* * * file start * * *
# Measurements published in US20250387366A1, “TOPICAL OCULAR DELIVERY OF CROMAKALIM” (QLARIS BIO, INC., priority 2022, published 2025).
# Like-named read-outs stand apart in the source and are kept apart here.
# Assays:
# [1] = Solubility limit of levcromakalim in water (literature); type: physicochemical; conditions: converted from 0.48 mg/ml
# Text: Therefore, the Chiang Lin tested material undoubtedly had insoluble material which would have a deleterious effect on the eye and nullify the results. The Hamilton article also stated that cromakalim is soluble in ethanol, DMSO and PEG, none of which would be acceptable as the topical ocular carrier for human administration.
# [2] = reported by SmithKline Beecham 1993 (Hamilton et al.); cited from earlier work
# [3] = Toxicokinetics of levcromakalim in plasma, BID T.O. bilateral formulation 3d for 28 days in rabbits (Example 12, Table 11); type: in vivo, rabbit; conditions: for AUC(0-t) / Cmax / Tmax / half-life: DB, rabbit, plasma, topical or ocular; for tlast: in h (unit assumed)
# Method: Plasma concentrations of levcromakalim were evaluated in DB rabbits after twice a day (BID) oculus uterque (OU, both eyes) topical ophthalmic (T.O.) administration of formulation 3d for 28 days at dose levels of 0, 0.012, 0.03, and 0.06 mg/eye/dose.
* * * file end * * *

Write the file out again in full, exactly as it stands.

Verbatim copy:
# Measurements published in US20250387366A1, “TOPICAL OCULAR DELIVERY OF CROMAKALIM” (QLARIS BIO, INC., priority 2022, published 2025).
# Like-named read-outs stand apart in the source and are kept apart here.
# Assays:
# [1] = Solubility limit of levcromakalim in water (literature); type: physicochemical; conditions: converted from 0.48 mg/ml
# Text: Therefore, the Chiang Lin tested material undoubtedly had insoluble material which would have a deleterious effect on the eye and nullify the results. The Hamilton article also stated that cromakalim is soluble in ethanol, DMSO and PEG, none of which would be acceptable as the topical ocular carrier for human administration.
# [2] = reported by SmithKline Beecham 1993 (Hamilton et al.); cited from earlier work
# [3] = Toxicokinetics of levcromakalim in plasma, BID T.O. bilateral formulation 3d for 28 days in rabbits (Example 12, Table 11); type: in vivo, rabbit; conditions: for AUC(0-t) / Cmax / Tmax / half-life: DB, rabbit, plasma, topical or ocular; for tlast: in h (unit assumed)
# Method: Plasma concentrations of levcromakalim were evaluated in DB rabbits after twice a day (BID) oculus uterque (OU, both eyes) topical ophthalmic (T.O.) administration of formulation 3d for 28 days at dose levels of 0, 0.012, 0.03, and 0.06 mg/eye/dose.